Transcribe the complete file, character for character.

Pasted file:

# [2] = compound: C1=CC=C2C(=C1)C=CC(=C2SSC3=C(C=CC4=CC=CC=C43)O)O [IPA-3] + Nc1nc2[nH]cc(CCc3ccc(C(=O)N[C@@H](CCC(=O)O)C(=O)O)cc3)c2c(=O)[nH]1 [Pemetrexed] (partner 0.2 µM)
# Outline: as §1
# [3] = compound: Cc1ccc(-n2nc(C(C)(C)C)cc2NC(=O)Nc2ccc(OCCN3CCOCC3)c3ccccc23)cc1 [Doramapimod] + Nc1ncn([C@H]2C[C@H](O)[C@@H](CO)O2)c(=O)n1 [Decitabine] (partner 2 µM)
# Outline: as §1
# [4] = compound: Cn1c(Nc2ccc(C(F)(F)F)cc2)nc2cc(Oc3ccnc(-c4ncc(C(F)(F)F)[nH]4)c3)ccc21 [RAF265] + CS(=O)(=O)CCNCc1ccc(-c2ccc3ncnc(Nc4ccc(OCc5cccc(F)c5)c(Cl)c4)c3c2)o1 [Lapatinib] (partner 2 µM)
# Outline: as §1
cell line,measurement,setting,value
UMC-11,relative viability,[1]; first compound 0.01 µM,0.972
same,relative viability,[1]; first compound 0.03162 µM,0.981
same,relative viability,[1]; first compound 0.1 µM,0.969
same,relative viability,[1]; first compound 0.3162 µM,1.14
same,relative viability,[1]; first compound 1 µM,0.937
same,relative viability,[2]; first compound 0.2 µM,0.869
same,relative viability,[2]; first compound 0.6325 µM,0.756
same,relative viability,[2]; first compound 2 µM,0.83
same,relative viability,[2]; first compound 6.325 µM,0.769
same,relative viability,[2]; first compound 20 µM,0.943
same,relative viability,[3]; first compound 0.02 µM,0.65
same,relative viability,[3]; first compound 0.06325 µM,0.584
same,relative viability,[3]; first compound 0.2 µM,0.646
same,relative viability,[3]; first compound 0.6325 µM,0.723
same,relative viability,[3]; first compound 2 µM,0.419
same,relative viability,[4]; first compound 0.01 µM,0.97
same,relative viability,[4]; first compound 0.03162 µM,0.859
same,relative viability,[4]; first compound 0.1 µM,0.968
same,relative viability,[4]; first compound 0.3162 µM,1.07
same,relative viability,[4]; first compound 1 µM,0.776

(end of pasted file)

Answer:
# [2] = compound: C1=CC=C2C(=C1)C=CC(=C2SSC3=C(C=CC4=CC=CC=C43)O)O [IPA-3] + Nc1nc2[nH]cc(CCc3ccc(C(=O)N[C@@H](CCC(=O)O)C(=O)O)cc3)c2c(=O)[nH]1 [Pemetrexed] (partner 0.2 µM)
# Outline: as §1
# [3] = compound: Cc1ccc(-n2nc(C(C)(C)C)cc2NC(=O)Nc2ccc(OCCN3CCOCC3)c3ccccc23)cc1 [Doramapimod] + Nc1ncn([C@H]2C[C@H](O)[C@@H](CO)O2)c(=O)n1 [Decitabine] (partner 2 µM)
# Outline: as §1
# [4] = compound: Cn1c(Nc2ccc(C(F)(F)F)cc2)nc2cc(Oc3ccnc(-c4ncc(C(F)(F)F)[nH]4)c3)ccc21 [RAF265] + CS(=O)(=O)CCNCc1ccc(-c2ccc3ncnc(Nc4ccc(OCc5cccc(F)c5)c(Cl)c4)c3c2)o1 [Lapatinib] (partner 2 µM)
# Outline: as §1
cell line,measurement,setting,value
UMC-11,relative viability,[1]; first compound 0.01 µM,0.972
same,relative viability,[1]; first compound 0.03162 µM,0.981
same,relative viability,[1]; first compound 0.1 µM,0.969
same,relative viability,[1]; first compound 0.3162 µM,1.14
same,relative viability,[1]; first compound 1 µM,0.937
same,relative viability,[2]; first compound 0.2 µM,0.869
same,relative viability,[2]; first compound 0.6325 µM,0.756
same,relative viability,[2]; first compound 2 µM,0.83
same,relative viability,[2]; first compound 6.325 µM,0.769
same,relative viability,[2]; first compound 20 µM,0.943
same,relative viability,[3]; first compound 0.02 µM,0.65
same,relative viability,[3]; first compound 0.06325 µM,0.584
same,relative viability,[3]; first compound 0.2 µM,0.646
same,relative viability,[3]; first compound 0.6325 µM,0.723
same,relative viability,[3]; first compound 2 µM,0.419
same,relative viability,[4]; first compound 0.01 µM,0.97
same,relative viability,[4]; first compound 0.03162 µM,0.859
same,relative viability,[4]; first compound 0.1 µM,0.968
same,relative viability,[4]; first compound 0.3162 µM,1.07
same,relative viability,[4]; first compound 1 µM,0.776